2015 permitted facility air emissions data now available

Permitted facility data

The MPCA’s web tool for point-source air emissions data has now been updated with 2015 data. Dynamic maps, charts, and tables help users explore emissions of criteria air pollutants, air toxics, and greenhouse gases released by facilities across Minnesota.

Use this tool to:

  • Explore types and volumes of air pollutants emitted by permitted facilities
  • Identify highest-ranked emitters for specific pollutants
  • Investigate changes in quantity of pollutants emitted over time
  • Compare emission trends by industry type.

Click here to view the web tool.

Apply to become a GreenCorps host site!

GreenCorps members

The MPCA will soon be accepting applications from organizations interested in participating as host sites for the 2017-2018 year of the Minnesota GreenCorps program. Applications from eligible organizations interested in hosting Minnesota GreenCorps members are anticipated to open in February. When the application period opens, all subscribers to the agency’s GreenCorps contact list (subscribe here) will be notified and receive instructions on how to apply.  Visit the Minnesota GreenCorps website to learn more about this program and opportunity!

Preview of the upcoming program year

The MPCA plans to place up to 40 full-time GreenCorps members with various host sites for the 2017-2018 program year. Members serve approximately 40 hours a week for 11 months beginning in September 2017 through August 2018. Eligible host organizations include public entities (local, regional, state, tribal), school districts, not-for-profit institutions of higher education, and 501(c)(3) nonprofit organizations. Organizations may apply for Minnesota GreenCorps members who will serve on projects in the areas of:

  • Air quality (including energy conservation and green transportation)
  • Waste prevention and recycling
  • Green infrastructure (including local foods, stormwater management, and urban forestry)
  • “Living green” outreach

Operation of the 2017-2018 program year is contingent on the MPCA’s receiving funds. Confirmation of funding may not be available prior to the application deadline.

Putting the brakes on hazardous brake cleaner in Duluth and Minneapolis

Parts cleaner

The Minnesota Technical Assistance Program (MnTAP) recently reached out to the Duluth-area automotive repair industry to encourage shops to switch to brake cleaners with lower volatile organic compounds (VOCs) and containing no hazardous air pollutants (HAPs).  MnTAP first secured commitments from three major local retailers to carry the safer products.  They then visited 50 auto repair shops, where the team discussed the hazards of degreasing products and alerted them to a grant opportunity to purchase water-based parts washers.  The team left free samples of brake cleaners that were safer than those currently in use at the shops, along with a voucher for another free case.  Thirty shops agreed to test the alternatives in their operations and 13 have redeemed the vouchers to date.  If all the shops that received samples continued to use them, toxic air emissions into the surrounding community could be reduced by up to 5,000 lbs.  The project was funded through a U.S. Environmental Protection Agency grant focused on improving indoor air quality.  Learn more about choosing alternative degreasing and cleaning products on the MnTAP website.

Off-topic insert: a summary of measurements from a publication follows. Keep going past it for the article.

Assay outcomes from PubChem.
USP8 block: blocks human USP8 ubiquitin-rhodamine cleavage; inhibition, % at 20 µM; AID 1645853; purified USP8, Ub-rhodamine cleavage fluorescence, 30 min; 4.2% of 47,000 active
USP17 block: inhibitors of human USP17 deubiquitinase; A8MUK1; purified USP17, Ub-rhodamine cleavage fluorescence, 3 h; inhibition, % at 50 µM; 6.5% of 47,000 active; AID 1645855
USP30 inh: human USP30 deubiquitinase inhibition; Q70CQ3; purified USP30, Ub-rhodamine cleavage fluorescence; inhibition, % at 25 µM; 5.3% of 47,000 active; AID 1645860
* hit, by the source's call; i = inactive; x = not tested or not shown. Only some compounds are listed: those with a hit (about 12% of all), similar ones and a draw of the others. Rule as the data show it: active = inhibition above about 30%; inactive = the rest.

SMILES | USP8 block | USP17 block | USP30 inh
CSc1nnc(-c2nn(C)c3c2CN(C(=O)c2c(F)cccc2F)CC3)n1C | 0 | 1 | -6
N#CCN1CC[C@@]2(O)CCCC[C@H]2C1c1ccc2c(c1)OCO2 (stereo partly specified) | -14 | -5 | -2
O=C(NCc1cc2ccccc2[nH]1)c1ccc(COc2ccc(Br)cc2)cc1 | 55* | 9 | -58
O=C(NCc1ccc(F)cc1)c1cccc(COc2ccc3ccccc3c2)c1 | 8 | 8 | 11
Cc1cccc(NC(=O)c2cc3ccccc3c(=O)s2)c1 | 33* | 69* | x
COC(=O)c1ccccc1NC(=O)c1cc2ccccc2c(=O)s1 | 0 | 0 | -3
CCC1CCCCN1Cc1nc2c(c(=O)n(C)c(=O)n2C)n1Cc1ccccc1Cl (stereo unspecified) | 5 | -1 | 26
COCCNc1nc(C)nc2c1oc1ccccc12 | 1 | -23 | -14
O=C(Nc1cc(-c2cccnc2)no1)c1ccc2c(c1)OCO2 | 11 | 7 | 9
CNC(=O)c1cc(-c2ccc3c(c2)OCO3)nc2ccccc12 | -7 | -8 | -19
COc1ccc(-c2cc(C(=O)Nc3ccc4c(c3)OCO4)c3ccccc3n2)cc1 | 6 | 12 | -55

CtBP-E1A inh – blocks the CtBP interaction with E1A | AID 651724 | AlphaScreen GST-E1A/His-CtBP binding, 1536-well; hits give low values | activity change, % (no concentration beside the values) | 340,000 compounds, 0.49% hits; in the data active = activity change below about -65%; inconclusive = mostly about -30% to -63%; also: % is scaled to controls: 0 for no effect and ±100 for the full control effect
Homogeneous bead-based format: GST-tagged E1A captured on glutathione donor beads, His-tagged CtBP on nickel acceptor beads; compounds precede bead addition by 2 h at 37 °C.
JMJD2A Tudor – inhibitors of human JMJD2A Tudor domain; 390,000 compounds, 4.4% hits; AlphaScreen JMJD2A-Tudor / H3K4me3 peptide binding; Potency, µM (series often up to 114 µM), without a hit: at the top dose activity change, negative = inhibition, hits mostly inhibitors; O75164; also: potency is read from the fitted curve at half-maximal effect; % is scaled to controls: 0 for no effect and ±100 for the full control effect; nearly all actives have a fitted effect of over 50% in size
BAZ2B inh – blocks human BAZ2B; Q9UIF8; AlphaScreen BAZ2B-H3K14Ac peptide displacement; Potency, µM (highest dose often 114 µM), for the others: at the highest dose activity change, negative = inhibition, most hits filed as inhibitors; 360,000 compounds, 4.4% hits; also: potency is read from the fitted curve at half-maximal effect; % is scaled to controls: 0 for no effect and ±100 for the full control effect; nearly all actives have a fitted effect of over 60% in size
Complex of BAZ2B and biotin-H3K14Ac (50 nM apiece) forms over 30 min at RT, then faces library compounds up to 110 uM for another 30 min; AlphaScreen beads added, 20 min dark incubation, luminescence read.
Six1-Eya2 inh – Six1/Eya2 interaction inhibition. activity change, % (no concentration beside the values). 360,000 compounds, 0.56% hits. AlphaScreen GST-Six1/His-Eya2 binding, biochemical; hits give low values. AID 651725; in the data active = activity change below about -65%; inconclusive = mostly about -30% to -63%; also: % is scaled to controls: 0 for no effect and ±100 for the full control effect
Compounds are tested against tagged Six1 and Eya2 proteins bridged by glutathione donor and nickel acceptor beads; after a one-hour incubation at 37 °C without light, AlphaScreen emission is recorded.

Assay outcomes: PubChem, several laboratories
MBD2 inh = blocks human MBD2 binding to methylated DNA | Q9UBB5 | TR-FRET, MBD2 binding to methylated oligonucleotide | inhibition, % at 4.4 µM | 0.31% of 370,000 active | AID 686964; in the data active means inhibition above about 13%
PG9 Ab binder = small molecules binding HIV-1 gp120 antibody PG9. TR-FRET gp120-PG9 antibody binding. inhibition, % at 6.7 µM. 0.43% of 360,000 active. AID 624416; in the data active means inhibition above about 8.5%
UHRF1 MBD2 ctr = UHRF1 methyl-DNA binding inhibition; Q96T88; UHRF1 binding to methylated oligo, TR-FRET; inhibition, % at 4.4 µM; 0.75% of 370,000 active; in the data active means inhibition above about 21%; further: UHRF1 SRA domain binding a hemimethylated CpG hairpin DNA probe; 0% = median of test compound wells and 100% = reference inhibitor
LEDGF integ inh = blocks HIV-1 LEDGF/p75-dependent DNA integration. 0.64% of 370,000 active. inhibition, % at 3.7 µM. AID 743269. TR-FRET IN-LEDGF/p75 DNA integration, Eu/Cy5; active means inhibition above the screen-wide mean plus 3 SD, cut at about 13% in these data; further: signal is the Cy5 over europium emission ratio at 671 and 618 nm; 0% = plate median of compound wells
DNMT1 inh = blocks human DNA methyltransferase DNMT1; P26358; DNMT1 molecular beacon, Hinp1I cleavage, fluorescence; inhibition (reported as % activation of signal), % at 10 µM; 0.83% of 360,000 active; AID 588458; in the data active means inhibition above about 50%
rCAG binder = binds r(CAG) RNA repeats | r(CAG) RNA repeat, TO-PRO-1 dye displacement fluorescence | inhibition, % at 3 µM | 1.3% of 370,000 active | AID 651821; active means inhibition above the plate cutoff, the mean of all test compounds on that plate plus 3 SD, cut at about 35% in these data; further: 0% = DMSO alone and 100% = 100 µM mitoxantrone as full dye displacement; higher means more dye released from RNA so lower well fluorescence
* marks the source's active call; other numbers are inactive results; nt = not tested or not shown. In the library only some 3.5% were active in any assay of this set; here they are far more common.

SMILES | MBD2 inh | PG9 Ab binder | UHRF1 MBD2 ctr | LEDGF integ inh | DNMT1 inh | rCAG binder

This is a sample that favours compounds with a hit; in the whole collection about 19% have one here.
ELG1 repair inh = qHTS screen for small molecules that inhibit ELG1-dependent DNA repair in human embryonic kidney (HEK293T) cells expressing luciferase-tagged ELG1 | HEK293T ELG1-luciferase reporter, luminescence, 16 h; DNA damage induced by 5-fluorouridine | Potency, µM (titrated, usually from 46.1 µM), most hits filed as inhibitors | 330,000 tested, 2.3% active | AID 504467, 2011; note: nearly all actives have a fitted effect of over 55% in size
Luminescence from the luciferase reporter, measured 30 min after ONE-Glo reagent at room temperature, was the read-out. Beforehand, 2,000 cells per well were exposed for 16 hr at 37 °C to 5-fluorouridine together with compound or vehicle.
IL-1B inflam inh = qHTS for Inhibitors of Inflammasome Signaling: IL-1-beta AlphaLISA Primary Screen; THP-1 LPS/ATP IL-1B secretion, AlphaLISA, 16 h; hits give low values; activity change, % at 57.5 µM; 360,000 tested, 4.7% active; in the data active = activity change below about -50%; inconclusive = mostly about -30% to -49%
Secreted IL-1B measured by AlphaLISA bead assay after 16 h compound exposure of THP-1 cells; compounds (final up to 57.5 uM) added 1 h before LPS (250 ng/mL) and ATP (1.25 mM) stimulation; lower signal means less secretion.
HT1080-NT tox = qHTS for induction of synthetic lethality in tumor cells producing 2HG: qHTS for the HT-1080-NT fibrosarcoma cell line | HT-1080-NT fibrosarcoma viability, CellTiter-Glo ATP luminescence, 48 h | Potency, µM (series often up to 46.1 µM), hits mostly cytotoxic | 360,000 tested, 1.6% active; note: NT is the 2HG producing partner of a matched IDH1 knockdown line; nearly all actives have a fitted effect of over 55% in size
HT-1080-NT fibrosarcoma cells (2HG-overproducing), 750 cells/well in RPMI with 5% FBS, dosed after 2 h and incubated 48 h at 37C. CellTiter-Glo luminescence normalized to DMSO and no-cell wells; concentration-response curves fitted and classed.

This month, MnTAP launched a new air quality campaign in the Phillips neighborhood of Minneapolis, also aimed at encouraging adoption of cleaning products with lower VOCs and HAPs.  Auto repair shops, janitorial services, and healthcare facilities are among the businesses MnTAP will be approaching to take part in the project. For more information, contact Jane Paulson: 612-624-1826 or

Maintaining your car is good for the environment

Man changing a tire

Did you know that maintaining recommended tire pressure in your car can save you 3% on fuel consumption? Fill up those tires to save money and prevent air pollution.  For more tips, check out

Update on Northern Metals

Northern Metals facility

Northern Metal Recycling operates a metal shredder on the west bank of the Mississippi near the Lowry Avenue Bridge in North Minneapolis.  Ambient air monitors operated by the MPCA near the facility have documented exceedances of air quality standards since 2014.  The monitors show elevated levels of airborne particulate and heavy metals including lead.  MPCA has been working to address this situation, first by adding a second monitor in 2015, and then in 2016 asking the district court to issue an injunction against the facility and taking administrative steps to revoke the company’s air quality permit. 

In August, the district court ordered the company to temporarily shutdown part of the operation.  Later, the judge in the separate revocation matter required the MPCA and the company to mediate as part of the court process.  The company had vigorously opposed both legal processes, but in an apparent about-face when they came into mediation, they indicated a willingness to settle.  Discussions between the MPCA, City of Minneapolis, and the company have been ongoing since then.

A settlement is not final yet, but the broad outlines include:

  • Closing the shredder in Minneapolis and moving it to a new, non-metro location
  • A civil penalty and reimbursement of MPCA costs
  • Directing money to the communities most affected by the company’s emissions to mitigate potential health impacts (e.g., pollution reduction or community health projects)